Sitting down to blog feels like home. Why do I wait so long to make time for this little place I love?
The last few times I wrote, things were hard. Really hard.
We finally figured out that the clonidine was causing my depression. Having a medication alter my mental well-being so powerfully is confusing and disorienting. I can use all of the tools in my toolbox to claw myself out of depression to no avail. I was at the beach--my favorite place--and I could not enjoy it.
Now that I have weaned off of this medication my mood is back to my 'norm' and I feel like myself.
Not only do I feel like myself again, I find myself in a new and better headspace as I approach my 20th anniversary of getting sick.
I may be sick. I may have very limited functioning. I may be at about 40% right now.
But in the midst of all of this, I've found a new and joyful light.
My life is full. My life is good.
I have a beautiful life filled with things I love.
It is filled with people I love, the dogs I love, and a more clear focus on my passions than I have ever had before. I'm also supported by a tremendous medical team and I am cared for by a tireless caregiver. I live with all of the comforts I need at home, including good food. :)
I find myself feeling the abundance in my life.
I still struggle to accept and recognize that the 'medical grind' will simply be a part of my every day life. Always. I want to stop pushing back against it all of the time, wasting my precious energy on something I cannot control.
With me, it will always be something. When I think I can come up for a breath, something else pops up. That's not being negative. That's just the reality. It's time now to allow for the space and the acceptance that maintaining and managing life with chronic illness is time-consuming.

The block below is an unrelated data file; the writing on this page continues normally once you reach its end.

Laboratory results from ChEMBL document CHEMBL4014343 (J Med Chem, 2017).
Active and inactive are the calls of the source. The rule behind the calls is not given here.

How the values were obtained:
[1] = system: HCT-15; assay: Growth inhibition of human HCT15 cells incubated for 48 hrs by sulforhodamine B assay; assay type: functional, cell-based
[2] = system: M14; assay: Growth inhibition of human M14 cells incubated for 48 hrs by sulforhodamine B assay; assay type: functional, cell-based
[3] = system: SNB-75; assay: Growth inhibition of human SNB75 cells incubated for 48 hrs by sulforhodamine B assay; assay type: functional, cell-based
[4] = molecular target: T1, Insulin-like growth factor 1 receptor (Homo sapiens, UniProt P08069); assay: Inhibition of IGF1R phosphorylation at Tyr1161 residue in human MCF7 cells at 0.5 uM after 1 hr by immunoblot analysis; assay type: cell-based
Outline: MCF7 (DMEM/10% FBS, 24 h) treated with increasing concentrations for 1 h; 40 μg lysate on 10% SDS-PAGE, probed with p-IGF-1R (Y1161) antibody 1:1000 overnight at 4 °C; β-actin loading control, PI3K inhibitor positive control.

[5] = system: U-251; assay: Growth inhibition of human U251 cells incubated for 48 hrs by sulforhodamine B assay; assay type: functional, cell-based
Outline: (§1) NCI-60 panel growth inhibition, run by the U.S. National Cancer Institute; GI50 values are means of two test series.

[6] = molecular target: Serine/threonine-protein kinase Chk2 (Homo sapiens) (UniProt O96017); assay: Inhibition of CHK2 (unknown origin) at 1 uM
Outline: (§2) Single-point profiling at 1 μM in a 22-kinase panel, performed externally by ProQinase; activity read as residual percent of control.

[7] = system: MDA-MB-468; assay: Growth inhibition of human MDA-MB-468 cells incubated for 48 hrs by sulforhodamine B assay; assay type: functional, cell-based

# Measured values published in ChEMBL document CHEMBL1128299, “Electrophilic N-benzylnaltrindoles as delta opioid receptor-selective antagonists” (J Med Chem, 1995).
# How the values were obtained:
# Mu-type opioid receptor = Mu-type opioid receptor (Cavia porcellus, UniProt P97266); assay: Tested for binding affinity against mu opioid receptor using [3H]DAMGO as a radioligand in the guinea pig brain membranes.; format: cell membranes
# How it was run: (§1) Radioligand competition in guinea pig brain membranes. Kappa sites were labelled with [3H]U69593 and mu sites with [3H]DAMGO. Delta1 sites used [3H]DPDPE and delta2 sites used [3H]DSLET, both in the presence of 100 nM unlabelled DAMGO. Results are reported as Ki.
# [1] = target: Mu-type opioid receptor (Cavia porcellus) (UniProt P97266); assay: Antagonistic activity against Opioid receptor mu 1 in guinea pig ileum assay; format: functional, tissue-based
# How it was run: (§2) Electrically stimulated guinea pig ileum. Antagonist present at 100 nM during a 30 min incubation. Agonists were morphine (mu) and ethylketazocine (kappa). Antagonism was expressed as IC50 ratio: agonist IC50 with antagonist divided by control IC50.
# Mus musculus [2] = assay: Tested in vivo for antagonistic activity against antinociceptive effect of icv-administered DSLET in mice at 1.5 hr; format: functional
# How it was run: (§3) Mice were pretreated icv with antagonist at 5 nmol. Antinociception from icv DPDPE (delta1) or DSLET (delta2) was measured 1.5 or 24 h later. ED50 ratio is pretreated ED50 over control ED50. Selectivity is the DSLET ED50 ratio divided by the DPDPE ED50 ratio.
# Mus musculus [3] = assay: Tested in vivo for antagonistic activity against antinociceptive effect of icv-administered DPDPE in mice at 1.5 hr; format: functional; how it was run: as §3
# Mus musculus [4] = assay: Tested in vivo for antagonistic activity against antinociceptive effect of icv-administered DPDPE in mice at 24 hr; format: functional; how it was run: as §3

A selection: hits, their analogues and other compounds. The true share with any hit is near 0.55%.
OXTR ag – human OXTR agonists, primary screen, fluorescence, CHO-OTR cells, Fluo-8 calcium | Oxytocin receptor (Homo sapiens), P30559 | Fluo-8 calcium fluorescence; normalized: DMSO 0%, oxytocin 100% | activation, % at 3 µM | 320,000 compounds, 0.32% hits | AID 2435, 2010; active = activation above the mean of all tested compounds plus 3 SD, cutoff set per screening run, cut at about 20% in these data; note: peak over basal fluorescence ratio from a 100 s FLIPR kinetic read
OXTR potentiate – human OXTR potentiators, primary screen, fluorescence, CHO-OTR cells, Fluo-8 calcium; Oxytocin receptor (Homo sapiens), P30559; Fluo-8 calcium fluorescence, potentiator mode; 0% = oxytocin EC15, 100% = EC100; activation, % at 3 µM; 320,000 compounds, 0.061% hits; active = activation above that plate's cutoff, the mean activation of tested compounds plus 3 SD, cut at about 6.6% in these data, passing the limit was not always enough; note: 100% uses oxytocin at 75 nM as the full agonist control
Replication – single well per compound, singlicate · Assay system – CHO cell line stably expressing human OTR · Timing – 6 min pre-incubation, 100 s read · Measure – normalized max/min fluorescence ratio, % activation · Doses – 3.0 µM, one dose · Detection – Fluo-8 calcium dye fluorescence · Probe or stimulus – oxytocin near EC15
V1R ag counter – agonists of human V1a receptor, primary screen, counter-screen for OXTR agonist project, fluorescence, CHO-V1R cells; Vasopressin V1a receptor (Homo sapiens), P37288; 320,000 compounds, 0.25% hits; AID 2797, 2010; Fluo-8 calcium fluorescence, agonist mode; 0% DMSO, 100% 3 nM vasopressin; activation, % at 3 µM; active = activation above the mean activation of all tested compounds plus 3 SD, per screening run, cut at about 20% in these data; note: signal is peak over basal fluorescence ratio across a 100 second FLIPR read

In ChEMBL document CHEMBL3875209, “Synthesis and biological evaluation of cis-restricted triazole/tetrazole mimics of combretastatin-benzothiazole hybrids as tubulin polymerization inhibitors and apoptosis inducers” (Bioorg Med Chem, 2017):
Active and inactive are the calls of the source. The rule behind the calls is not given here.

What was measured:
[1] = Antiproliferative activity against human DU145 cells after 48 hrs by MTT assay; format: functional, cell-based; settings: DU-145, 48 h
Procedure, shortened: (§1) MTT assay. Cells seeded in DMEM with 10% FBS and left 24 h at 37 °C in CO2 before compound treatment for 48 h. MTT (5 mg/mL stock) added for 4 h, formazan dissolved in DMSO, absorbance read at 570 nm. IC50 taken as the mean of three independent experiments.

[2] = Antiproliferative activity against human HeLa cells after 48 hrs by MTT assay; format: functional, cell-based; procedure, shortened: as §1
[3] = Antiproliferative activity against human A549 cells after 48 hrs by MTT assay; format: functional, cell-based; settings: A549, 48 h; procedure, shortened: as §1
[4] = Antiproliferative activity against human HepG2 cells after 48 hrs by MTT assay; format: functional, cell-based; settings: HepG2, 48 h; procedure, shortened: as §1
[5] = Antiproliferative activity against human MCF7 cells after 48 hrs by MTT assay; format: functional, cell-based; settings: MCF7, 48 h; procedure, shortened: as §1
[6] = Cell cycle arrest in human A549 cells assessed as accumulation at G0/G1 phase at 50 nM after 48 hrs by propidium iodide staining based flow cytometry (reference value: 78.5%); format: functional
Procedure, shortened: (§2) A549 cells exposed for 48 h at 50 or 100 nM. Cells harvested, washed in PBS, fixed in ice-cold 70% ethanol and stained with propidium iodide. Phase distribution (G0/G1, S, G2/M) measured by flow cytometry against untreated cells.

It takes away from the time I have to be with my friends, family and passions.
The precious energy I do have left after my medical needs are met and I *try* to keep up with mundane tasks of life is spent on the things that matter most to me.
This has meant saying "No" to a lot more things so that I can reserve the limited energy I do have for friends, family, fur-babies, Rowe's Research Runners, writing and activism. I also need time to rest with TV or listening to a book. I also need my spiritual fix--in nature or at synagogue.
I feel more focused and clear about where my limited energy must go. I still struggle to fit in what I need to nourish myself physically, emotionally and spiritually no matter how much I feel like I have cut things out and honed in my priorities.
Living (with or without chronic illness) is always a journey and a process.
Being able to find my way with a clear head, out from the cloud of the depression from the clonidine, leaves me feeling that as I ready to mark 20 years since my life changed so dramatically, I'm in a place of more peace than I have ever been.
There will always be grief and pain on this journey.
I'm not going to sugar coat that.
What I will do is see clearly how beautiful and full my life is in spite of its challenges.